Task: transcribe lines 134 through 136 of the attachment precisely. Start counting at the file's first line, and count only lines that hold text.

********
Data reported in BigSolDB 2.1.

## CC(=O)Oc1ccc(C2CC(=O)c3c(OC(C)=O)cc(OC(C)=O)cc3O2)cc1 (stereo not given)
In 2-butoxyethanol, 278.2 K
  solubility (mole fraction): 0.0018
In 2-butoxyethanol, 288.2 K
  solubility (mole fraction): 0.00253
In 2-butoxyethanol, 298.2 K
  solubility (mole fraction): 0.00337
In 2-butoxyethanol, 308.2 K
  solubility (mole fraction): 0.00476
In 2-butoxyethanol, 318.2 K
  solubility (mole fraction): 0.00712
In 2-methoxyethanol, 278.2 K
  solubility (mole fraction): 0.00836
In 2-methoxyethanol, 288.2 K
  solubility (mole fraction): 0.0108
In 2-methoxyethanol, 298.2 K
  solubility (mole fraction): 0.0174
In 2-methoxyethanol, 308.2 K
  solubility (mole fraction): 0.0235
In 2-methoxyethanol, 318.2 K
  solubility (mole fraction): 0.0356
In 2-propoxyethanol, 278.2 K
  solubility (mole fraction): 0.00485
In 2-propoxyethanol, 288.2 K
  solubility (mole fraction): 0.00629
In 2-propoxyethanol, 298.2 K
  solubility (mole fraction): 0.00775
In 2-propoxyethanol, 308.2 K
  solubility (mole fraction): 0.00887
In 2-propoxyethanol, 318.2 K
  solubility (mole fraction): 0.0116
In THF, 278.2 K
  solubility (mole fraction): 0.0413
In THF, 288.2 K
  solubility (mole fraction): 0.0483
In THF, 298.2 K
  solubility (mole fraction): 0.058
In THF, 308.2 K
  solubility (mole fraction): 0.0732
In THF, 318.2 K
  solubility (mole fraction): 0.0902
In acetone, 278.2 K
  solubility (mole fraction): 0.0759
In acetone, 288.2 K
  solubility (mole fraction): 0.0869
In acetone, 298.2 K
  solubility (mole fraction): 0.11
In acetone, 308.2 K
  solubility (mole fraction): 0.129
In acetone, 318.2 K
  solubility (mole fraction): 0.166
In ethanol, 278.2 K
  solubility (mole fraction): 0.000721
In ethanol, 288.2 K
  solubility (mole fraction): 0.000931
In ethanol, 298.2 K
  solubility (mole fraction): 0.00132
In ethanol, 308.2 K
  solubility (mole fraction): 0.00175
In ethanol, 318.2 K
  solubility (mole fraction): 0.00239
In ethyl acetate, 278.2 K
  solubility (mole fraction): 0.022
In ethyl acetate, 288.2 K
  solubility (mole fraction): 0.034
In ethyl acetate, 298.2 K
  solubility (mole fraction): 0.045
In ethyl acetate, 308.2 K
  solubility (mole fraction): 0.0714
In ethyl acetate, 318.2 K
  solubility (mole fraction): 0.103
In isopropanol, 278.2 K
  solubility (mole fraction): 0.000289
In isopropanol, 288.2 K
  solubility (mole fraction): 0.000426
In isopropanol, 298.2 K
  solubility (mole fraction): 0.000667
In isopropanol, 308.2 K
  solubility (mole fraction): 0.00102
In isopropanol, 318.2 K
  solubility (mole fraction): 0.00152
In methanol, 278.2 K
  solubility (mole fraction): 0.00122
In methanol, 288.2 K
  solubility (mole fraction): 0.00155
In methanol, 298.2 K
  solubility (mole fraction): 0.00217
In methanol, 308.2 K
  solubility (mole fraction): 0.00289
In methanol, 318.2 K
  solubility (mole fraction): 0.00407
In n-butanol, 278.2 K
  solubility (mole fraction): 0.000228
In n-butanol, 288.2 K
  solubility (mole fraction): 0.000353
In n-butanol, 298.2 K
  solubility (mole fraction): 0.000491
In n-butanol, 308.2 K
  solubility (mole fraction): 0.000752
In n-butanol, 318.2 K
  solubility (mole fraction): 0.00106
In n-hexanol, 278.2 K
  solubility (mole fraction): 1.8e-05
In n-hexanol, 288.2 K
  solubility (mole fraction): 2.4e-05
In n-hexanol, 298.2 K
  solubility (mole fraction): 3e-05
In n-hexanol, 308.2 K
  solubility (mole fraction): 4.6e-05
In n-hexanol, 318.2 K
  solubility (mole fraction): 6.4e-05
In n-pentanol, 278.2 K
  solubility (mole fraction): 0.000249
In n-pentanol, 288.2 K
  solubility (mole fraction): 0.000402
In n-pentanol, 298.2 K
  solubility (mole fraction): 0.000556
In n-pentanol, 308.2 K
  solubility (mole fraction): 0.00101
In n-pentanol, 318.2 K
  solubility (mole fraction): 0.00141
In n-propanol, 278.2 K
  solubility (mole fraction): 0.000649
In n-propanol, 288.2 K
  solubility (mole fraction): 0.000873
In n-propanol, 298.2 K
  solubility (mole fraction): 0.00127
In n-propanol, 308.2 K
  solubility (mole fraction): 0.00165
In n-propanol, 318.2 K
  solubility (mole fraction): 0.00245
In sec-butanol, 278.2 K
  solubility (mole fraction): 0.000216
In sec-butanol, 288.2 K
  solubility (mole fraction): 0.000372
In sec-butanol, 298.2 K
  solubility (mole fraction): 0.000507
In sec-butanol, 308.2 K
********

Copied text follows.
  solubility (mole fraction): 0.000216
In sec-butanol, 288.2 K
  solubility (mole fraction): 0.000372